“We are trying to keep the town looking good,” he said.

There is perhaps nowhere better than the German countryside to see the dawning impact of Europe’s plunge in fertility rates over the decades, a problem that has frightening implications for the economy and the psyche of the Continent. In some areas, there are now abundant overgrown yards, boarded-up windows and concerns about sewage systems too empty to work properly. The work force is rapidly graying, and assembly lines are being redesigned to minimize bending and lifting.

In its most recent census, Germany discovered it had lost 1.5 million inhabitants. By 2060, experts say, the country could shrink by an additional 19 percent, to about 66 million.

Demographers say a similar future awaits other European countries, and the issue grows more pressing every day as Europe’s seemingly endless economic troubles accelerate the decline. But bogged down with failed banks and dwindling budgets, few are in any position to do anything about it.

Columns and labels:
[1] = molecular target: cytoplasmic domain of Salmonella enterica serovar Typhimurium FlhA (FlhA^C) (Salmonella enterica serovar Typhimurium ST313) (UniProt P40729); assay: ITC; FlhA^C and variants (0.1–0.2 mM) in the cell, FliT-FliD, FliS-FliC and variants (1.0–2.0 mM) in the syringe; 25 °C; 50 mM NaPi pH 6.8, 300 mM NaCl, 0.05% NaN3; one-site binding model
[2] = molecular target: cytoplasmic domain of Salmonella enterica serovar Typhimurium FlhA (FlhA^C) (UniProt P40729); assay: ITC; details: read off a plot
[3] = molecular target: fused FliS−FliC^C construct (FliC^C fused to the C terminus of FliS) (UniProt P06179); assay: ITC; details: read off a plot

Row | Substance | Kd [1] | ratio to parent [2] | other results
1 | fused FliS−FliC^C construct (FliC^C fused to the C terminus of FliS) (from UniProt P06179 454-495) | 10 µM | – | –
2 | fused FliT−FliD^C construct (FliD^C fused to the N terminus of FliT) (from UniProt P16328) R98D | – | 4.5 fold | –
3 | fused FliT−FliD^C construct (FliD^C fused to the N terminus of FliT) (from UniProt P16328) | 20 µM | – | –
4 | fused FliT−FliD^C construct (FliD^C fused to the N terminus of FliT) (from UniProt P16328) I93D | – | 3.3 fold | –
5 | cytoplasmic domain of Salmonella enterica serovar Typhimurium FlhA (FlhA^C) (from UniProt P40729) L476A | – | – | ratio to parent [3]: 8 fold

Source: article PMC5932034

Germany, however, an island of prosperity, is spending heavily to find ways out of the doom-and-gloom predictions, and it would seem ideally placed to show the Continent the way. So far, though, even while spending $265 billion a year on family subsidies, Germany has proved only how hard it can be. That is in part because the solution lies in remaking values, customs and attitudes in a country that has a troubled history with accepting immigrants and where working women with children are still tagged with the label “raven mothers,” implying neglectfulness.

If Germany is to avoid a major labor shortage, experts say, it will have to find ways to keep older workers in their jobs, after decades of pushing them toward early retirement, and it will have to attract immigrants and make them feel welcome enough to make a life here. It will also need to get more women into the work force while at the same time encouraging them to have more children, a difficult change for a country that has long glorified stay-at-home mothers.